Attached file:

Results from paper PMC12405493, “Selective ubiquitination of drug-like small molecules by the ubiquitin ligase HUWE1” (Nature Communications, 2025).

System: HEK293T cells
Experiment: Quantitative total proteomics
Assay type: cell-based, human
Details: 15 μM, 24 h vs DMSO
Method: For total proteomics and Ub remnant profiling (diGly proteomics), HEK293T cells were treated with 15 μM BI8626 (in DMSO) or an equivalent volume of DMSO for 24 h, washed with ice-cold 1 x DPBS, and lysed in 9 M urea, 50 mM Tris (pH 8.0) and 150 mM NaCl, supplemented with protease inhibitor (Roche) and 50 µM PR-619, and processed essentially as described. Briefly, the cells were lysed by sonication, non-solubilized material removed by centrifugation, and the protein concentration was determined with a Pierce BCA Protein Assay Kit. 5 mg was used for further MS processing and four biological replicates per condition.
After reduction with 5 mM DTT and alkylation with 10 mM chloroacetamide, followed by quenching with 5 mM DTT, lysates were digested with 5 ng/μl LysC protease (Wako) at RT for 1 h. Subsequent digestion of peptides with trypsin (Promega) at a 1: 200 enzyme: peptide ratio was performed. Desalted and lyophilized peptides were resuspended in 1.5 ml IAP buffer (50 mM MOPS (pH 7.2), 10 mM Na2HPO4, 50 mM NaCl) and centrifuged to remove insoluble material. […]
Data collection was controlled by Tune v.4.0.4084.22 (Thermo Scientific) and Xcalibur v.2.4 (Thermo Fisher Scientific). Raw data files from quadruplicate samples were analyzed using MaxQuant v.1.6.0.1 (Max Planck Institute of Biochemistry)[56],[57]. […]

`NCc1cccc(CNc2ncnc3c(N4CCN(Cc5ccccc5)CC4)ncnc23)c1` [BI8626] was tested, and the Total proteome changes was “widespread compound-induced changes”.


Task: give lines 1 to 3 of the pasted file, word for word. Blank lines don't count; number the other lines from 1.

Results from paper PMC12405493, “Selective ubiquitination of drug-like small molecules by the ubiquitin ligase HUWE1” (Nature Communications, 2025).

System: HEK293T cells
Experiment: Quantitative total proteomics